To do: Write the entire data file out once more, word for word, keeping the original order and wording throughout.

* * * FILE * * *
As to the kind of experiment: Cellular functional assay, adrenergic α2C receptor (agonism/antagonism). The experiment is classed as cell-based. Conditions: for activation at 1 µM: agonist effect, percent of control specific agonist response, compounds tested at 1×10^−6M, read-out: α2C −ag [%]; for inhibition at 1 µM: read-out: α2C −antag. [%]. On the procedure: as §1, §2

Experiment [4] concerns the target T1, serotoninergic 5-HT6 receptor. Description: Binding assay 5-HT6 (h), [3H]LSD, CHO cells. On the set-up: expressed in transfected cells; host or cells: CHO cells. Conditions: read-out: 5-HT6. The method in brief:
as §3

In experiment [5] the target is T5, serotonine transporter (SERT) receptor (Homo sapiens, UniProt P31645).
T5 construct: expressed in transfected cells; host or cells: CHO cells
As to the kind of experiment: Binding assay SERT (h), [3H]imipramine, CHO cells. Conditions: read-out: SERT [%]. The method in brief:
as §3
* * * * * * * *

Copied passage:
As to the kind of experiment: Cellular functional assay, adrenergic α2C receptor (agonism/antagonism). The experiment is classed as cell-based. Conditions: for activation at 1 µM: agonist effect, percent of control specific agonist response, compounds tested at 1×10^−6M, read-out: α2C −ag [%]; for inhibition at 1 µM: read-out: α2C −antag. [%]. On the procedure: as §1, §2

Experiment [4] concerns the target T1, serotoninergic 5-HT6 receptor. Description: Binding assay 5-HT6 (h), [3H]LSD, CHO cells. On the set-up: expressed in transfected cells; host or cells: CHO cells. Conditions: read-out: 5-HT6. The method in brief:
as §3

In experiment [5] the target is T5, serotonine transporter (SERT) receptor (Homo sapiens, UniProt P31645).
T5 construct: expressed in transfected cells; host or cells: CHO cells
As to the kind of experiment: Binding assay SERT (h), [3H]imipramine, CHO cells. Conditions: read-out: SERT [%]. The method in brief:
as §3